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Emmys: Acting Categories Show Diversity, if Not Parity

Even in the middle of Hollywood’s big diversity push, it was still startling to see a significant amount of it across all acting categories this year. There are 36 non-white acting nominees this year — a solid 20% jump from last year, when there were 30.

Drill down deeper and it becomes clear that this year’s more inclusive slate is thanks to the supporting and guest categories in particular. Just take a look at limited series, where FX’s “The Assassination of Gianni Versace: American Crime Story” earned noms for Penelope Cruz, Edgar Ramirez and Ricky Martin. Or comedy, where “Atlanta” co-stars Brian Tyree Henry and Zazie Beetz landed their first supporting nods, as did “Saturday Night Live” Kenan Thompson — an astonishing 15 years after he first became a cast member.

Donald Glover and Sterling K. Brown — nominated as leads for “Atlanta” and “This Is Us” respectively — became double nominees thanks to noms in the guest comedy actor category, where they’re joined by Lin-Manuel Miranda (“Curb Your Enthusiasm”) and Katt Williams (“Atlanta”). Black women also dominate the guest actress category, with Samira Wiley (“The Handmaid’s Tale”), Viola Davis (“Scandal”), Cicely Tyson (“How to Get Away With Murder”) and Kelly Jenrette (“The Handmaid’s Tale”) all earned nods in drama, and Tiffany Haddish (“Saturday Night Live”), Wanda Sykes (“Black-ish”) and Maya Rudolph (“The Good Place”) landed ones in comedy.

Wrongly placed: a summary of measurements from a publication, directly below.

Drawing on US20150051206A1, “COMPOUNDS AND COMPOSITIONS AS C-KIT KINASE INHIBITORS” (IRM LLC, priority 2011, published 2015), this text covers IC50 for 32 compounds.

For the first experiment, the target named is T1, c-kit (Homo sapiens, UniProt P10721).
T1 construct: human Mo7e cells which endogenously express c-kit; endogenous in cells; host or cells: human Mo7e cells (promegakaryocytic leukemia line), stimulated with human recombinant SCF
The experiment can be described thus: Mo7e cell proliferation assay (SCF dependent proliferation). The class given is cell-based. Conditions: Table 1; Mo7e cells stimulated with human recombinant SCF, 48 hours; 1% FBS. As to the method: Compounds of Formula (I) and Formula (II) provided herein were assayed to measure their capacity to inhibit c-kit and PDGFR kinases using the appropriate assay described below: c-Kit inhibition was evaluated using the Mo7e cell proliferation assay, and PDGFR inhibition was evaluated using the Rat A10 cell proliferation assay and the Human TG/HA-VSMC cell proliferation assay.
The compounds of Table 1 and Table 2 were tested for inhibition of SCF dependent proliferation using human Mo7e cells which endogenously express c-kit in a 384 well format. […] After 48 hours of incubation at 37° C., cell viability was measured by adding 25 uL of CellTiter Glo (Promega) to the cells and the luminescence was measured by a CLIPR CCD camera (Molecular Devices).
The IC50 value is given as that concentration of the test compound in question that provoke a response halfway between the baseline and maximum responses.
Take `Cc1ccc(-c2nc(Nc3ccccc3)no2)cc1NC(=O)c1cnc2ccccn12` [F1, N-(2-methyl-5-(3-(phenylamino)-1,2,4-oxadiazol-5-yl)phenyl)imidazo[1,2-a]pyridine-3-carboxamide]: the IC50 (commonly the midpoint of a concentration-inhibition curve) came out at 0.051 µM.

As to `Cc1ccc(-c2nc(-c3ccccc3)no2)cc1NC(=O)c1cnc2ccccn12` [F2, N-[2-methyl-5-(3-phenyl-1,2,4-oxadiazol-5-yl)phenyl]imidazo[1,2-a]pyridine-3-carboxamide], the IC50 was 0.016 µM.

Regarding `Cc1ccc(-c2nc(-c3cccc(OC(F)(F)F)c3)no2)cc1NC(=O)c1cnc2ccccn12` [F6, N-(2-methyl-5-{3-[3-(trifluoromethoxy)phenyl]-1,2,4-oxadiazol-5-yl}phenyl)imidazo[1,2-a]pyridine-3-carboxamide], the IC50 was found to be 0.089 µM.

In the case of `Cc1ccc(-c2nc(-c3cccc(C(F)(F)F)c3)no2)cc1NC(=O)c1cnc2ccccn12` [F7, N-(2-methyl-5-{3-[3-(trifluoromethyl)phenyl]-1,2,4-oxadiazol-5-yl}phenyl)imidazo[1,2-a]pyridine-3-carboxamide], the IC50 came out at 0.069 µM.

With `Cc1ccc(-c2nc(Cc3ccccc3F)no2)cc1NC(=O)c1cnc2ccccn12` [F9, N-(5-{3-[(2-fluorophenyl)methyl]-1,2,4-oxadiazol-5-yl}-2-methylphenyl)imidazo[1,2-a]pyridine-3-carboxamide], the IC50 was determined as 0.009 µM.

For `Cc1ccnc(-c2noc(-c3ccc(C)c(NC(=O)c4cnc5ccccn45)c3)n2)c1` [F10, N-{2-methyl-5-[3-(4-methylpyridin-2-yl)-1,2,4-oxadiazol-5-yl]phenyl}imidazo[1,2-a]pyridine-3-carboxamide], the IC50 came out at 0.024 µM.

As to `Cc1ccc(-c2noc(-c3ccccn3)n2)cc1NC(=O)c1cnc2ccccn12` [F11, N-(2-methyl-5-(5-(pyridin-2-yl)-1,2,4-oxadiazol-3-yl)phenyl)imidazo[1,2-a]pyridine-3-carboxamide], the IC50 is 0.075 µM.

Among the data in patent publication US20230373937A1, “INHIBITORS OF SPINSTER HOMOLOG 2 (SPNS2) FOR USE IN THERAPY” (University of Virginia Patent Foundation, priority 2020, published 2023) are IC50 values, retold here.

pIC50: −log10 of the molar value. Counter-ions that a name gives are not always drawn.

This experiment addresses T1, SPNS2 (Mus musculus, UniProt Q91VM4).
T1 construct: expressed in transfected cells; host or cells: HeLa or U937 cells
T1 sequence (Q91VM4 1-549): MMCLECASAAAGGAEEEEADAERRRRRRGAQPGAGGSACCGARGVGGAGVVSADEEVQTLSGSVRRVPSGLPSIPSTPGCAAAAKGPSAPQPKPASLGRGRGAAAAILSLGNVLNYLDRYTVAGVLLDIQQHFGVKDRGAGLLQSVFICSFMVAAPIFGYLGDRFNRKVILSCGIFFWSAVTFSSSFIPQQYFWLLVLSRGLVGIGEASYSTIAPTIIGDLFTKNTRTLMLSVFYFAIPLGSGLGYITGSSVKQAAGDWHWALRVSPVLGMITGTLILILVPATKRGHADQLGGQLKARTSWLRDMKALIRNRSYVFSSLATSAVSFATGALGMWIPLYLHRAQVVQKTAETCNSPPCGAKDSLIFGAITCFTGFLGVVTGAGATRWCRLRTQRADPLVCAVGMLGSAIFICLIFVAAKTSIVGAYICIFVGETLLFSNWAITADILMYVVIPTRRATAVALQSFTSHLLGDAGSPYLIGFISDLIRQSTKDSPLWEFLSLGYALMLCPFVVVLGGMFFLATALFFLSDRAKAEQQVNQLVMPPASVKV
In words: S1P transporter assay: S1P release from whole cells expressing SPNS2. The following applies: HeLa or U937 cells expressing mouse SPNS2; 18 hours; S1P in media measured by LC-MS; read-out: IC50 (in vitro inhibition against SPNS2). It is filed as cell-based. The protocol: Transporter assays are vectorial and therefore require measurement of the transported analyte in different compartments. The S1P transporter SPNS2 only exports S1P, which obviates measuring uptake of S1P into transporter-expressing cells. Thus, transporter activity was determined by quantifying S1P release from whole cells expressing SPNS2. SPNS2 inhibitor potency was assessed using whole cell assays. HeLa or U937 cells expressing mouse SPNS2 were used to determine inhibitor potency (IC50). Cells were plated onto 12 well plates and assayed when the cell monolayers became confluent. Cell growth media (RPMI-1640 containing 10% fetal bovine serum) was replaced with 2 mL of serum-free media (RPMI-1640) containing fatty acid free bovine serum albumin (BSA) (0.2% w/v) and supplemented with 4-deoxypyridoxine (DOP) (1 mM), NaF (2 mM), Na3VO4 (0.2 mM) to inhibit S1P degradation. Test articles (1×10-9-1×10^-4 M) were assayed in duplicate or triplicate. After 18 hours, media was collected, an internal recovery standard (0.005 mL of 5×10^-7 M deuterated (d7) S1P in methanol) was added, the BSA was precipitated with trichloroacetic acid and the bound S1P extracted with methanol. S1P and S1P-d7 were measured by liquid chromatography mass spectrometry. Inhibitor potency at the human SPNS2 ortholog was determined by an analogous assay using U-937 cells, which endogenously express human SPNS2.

Two leading nominations proved to be particularly pleasant surprises. “Insecure” creator Issa Rae landed a nomination in the competitive lead actress in a comedy category, finally getting recognition for her performance, which grounds the entire show. And then there’s “Killing Eve’s” Sandra Oh, who gained the most immediate notice for her lead actress in a drama series nod. It isn’t just richly deserved, but it also makes her the first actor of Asian descent to ever get a nomination in that category in the entire history of the Emmys — a breakthrough as incredible as it is depressing.

It’s tempting to ask how that could be possible, but as Oh herself has acknowledged, the answer is simple: non-white actors, and particularly those of Asian descent, just haven’t been afforded many opportunities to get cast, let alone lead a show. To wit: even in a year featuring more non-white actors than ever, Oh is still the sole non-white actor in her category. Things are improving, as is long overdue, but there’s still a lot of ground to cover in order to achieve real balance.

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